The five new solar panels on Kline Geology Laboratory may not be harvesting energy, but they could help reduce Yale’s energy bill as they consider Solar Peak for their source supply of the solar panels.
On Friday, the members of Project Bright, an undergraduate organization dedicated to increasing the presence of solar power at Yale, began installing five solar panels on the roof of Kline Geology Laboratory (KGL) on Science Hill. The test installation features a solar panel from each of the five major types commercially available, allowing Project Bright to determine the panel most suited for the New Haven environment. The data can be presented to the Yale Office of Sustainability to inform their future solar initiatives, said the founder of Project Bright, Maddy Yozwiak ’14.
“There aren’t many other installations like this, which take the currently available technology and compare predicted performance with what happens on the ground,” Yozwiak said. “A lot of panel manufacturers release that information and it’s just taken for granted.”
In 2011, Yozwiak proposed a student-led solar panel installation and received a three-year loan from the Yale Office of Sustainability intended to fund student projects that could decrease Yale’s electricity usage.
The original plan for the project called for the expansion of a currently existing solar installation on the roof of Swing Space. When this ultimately proved to be unfeasible, the team refined their plan to switch from a large energy-harvesting system to a smaller one that does not gather power, and only tests various solar panels. With the change of plans, Project Bright was no longer able to use the original loan, and instead received a grant from the the Yale Office of Sustainability, with additional support coming from the Yale Student Environmental Coalition, the Department of Geology and Geophysics and the Connecticut Department of Energy and Environmental Protection, Yozwiak said.
The installation site for the roof was selected based on safety reasons and after scanning aerial maps of the campus, KGL was chosen by the team. KGL has a flat and fenced-in roof that was initially designed and installed by professionals from https://pazkar.co.il/ for weather testing by geology students. Additionally, there was already a solar panel on the roof that powered weather instruments and pre-existing scaffolding.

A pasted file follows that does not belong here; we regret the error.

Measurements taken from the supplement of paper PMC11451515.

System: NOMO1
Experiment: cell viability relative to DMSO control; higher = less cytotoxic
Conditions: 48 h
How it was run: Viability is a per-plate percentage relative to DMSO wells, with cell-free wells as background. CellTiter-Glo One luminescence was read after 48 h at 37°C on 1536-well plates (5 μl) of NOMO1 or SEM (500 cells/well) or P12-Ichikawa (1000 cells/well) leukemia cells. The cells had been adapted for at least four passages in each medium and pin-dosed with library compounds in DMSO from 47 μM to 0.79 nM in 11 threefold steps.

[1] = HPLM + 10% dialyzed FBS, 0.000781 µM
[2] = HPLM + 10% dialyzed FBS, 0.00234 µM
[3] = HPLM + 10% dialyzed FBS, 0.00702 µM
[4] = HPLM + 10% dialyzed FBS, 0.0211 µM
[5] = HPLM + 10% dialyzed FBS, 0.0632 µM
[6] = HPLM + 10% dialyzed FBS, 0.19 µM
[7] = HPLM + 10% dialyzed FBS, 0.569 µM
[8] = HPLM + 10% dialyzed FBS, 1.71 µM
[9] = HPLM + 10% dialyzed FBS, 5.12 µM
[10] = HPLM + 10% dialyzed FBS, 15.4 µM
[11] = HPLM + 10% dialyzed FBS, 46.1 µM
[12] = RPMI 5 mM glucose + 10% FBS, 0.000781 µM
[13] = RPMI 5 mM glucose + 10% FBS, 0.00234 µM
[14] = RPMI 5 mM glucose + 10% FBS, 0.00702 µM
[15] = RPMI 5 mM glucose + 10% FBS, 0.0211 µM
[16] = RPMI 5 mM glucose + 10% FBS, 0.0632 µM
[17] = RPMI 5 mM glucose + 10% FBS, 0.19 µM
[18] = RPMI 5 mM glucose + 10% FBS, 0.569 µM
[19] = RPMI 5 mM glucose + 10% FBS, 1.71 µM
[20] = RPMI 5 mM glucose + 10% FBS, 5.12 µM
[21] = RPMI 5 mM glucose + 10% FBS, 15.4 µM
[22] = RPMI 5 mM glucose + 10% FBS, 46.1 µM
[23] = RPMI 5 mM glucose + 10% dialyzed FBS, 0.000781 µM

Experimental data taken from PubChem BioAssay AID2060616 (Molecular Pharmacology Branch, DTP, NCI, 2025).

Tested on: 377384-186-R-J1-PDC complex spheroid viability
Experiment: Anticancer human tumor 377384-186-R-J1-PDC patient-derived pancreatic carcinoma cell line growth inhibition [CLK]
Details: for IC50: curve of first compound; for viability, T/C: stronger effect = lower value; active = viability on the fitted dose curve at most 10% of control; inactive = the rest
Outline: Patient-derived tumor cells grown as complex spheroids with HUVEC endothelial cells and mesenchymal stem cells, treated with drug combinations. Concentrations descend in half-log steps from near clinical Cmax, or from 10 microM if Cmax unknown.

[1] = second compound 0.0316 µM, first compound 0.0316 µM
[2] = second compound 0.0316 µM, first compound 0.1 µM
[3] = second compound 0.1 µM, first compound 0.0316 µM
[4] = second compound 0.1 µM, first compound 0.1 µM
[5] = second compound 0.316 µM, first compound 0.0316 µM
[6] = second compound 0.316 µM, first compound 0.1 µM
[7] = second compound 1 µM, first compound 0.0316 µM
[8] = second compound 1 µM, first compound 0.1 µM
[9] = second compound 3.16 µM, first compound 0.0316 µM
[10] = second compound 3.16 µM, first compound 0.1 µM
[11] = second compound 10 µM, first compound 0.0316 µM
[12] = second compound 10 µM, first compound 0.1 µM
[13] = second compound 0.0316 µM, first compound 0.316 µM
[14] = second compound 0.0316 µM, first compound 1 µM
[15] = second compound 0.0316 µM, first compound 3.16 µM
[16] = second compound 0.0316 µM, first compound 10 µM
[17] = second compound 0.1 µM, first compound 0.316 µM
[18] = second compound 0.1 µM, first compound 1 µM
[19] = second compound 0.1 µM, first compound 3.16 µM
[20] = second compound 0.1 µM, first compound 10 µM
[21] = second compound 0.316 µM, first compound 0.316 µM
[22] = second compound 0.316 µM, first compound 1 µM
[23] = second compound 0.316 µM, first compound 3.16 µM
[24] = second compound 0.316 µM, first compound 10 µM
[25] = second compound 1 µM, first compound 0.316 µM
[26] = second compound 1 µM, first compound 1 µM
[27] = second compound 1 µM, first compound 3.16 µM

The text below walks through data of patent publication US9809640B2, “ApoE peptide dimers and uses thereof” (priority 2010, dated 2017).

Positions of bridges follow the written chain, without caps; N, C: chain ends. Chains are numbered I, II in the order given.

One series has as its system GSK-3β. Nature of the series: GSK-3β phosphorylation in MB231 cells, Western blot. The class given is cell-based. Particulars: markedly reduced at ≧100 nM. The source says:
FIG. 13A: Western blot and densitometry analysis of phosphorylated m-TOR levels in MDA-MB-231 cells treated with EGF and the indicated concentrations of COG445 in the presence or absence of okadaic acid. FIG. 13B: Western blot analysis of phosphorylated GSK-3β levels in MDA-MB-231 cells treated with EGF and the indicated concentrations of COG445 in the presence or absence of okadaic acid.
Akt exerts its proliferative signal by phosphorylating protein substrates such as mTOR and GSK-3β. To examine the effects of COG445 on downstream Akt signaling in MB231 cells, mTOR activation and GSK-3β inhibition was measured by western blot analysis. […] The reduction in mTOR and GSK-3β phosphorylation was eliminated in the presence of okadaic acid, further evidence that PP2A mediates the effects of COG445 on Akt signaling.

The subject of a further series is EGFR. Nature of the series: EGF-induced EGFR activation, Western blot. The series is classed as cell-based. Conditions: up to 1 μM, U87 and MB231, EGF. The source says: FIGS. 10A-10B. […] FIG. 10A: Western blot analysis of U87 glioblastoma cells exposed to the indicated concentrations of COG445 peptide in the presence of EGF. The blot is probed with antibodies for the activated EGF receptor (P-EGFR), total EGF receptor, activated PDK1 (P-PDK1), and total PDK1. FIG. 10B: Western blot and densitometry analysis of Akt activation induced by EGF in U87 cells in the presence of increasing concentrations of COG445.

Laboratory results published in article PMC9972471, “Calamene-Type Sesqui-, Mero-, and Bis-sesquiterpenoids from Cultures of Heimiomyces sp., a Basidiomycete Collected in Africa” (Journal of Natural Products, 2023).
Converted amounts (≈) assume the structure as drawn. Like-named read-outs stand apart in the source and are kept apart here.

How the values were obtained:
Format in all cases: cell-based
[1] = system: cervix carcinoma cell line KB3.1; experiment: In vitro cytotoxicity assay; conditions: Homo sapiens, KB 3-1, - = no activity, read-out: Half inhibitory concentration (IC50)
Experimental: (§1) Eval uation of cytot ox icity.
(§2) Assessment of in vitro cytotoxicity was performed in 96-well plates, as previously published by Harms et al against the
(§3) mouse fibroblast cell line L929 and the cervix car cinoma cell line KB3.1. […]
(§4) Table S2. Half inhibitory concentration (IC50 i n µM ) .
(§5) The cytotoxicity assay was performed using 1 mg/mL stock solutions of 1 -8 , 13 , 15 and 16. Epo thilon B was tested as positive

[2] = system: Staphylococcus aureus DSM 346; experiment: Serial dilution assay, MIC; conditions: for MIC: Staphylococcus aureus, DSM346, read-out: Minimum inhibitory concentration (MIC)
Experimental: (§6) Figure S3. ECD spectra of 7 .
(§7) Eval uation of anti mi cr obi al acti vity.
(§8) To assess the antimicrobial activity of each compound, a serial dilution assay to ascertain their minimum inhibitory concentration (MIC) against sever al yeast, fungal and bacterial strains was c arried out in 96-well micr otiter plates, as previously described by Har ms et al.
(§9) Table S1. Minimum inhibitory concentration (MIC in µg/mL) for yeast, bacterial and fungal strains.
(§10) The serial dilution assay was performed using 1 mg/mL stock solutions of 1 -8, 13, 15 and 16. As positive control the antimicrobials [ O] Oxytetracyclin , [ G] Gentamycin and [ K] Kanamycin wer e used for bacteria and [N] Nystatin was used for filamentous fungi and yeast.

An installation this size would be sufficient to power a house, but not a large laboratory building like KGL said Sam Kaufman-Martin ’15, installations and assessments leader for Project Bright. If you’re planning to install solar panels or make any modifications in your roof, it is recommended to hire a professional roofer from companies like Bondoc Roofing to inspect the roof and fix any issues they find. Professional roofers can also help you with a flat roof replacement project before you install your solar panels.
Trained students carried out the majority of the preparation and installation. The scaffolding to support the panels and the electrical wiring were designed by students, although it was challenging due to the lack of members with electrical experience, said Julia Zhuang ’17, a member of Project Bright involved in the technical aspects of the installation. Advisors from Yale supplemented the students’ training, including Kevin Ryan and Glenn Weston-Murphy, research support specialists at the School of Engineering and Applied Sciences in electrical engineering and mechanical engineering, respectively.
Initial planning and design were carried out during the fall term, parts were ordered before spring break and the installation began on Friday. The turnout for this culminating moment was impressive, said Tess Maggio ’16, co-president of Project Bright.
“It was a really exciting moment when we screwed in the first piece,” Zhuang said. “It’s the product of all our work.”
The installation is targeted to be finished by the end of the semester, so that data collection can begin over the summer and continue through the next academic year, Maggio said. The panels will also be accessible to classes as an educational resource.
“Because it’s so safe and accessible, it’s an incredible learning tool for people to go up and visualize how solar energy works,” Yozwiak said.
Project Bright was founded in 2011.